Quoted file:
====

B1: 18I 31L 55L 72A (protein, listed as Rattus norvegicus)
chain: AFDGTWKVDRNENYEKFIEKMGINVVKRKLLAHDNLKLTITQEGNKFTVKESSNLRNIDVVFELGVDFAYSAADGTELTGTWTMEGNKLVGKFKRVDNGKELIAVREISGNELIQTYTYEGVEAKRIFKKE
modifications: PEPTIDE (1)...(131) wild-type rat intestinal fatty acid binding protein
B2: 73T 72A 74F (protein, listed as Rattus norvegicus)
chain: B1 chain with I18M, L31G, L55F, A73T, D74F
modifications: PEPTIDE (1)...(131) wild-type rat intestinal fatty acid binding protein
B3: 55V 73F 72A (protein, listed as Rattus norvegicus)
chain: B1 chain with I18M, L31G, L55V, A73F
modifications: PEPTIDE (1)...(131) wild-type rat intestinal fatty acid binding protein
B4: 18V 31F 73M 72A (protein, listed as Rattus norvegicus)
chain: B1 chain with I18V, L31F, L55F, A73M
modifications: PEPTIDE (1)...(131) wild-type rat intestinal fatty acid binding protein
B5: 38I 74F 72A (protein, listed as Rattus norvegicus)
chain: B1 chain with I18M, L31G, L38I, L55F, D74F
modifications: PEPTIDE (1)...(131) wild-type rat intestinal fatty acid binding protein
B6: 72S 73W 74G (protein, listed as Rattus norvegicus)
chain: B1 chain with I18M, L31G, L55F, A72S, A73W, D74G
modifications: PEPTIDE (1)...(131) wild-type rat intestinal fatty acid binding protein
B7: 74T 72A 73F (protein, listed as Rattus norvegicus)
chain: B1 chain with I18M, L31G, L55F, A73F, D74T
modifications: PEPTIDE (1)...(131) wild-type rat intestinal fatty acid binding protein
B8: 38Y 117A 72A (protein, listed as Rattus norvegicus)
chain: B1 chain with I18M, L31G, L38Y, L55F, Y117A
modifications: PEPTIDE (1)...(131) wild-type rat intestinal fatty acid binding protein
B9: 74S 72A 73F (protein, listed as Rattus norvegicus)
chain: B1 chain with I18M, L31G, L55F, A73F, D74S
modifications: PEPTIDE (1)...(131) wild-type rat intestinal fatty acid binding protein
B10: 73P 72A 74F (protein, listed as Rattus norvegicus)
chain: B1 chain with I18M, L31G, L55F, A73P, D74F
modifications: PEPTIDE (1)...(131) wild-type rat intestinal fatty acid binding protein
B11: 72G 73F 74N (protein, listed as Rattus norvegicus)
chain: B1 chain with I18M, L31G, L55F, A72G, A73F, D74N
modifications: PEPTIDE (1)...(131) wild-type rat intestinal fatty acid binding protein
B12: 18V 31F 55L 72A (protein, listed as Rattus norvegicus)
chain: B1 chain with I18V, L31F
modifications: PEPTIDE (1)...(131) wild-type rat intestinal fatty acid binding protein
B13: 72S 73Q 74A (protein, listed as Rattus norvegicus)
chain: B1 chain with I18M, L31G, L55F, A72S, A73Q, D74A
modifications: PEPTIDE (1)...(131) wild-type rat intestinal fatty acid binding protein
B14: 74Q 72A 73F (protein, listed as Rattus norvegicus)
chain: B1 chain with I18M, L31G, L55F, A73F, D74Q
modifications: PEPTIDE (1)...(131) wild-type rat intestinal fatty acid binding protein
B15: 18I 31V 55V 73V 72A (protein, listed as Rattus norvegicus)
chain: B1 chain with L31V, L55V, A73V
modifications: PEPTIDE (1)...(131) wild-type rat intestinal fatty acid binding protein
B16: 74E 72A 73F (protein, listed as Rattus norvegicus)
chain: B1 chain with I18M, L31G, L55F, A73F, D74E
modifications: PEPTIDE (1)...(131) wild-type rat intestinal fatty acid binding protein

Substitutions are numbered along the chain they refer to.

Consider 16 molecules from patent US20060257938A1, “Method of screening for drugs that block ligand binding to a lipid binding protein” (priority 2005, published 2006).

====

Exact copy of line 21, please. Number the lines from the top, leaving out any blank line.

modifications: PEPTIDE (1)...(131) wild-type rat intestinal fatty acid binding protein